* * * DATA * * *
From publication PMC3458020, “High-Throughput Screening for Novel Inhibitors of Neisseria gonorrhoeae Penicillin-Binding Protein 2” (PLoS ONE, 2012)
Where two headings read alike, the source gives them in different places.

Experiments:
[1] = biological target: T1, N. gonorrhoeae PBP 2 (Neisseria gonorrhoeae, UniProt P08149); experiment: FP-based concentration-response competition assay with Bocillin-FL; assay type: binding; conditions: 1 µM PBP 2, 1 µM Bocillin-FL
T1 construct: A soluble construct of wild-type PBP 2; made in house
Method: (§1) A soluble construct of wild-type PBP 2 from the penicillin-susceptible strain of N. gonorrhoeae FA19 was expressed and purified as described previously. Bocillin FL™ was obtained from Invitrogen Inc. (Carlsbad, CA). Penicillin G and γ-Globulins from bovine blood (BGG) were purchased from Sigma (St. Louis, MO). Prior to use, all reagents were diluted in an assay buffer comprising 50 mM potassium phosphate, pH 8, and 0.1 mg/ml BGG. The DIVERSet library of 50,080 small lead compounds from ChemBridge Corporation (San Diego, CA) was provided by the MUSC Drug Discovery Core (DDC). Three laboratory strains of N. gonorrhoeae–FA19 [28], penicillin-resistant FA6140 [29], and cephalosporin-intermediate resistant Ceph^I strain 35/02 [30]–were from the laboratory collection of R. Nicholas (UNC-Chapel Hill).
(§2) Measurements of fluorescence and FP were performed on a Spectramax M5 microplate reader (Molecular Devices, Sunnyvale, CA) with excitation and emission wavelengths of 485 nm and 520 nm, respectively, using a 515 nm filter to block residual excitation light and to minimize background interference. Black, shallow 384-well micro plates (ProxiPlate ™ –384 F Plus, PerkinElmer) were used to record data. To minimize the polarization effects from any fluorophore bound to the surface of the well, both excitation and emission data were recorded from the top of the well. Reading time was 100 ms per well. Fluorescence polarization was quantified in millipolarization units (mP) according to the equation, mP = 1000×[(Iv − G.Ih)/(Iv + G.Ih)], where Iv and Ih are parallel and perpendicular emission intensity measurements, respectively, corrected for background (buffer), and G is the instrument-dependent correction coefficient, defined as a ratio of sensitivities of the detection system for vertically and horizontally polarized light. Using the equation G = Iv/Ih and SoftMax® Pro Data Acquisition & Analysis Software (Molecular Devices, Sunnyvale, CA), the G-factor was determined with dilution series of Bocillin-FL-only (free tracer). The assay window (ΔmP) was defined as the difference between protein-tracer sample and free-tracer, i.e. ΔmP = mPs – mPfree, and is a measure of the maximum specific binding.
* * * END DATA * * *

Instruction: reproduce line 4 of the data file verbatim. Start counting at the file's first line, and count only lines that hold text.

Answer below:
[1] = biological target: T1, N. gonorrhoeae PBP 2 (Neisseria gonorrhoeae, UniProt P08149); experiment: FP-based concentration-response competition assay with Bocillin-FL; assay type: binding; conditions: 1 µM PBP 2, 1 µM Bocillin-FL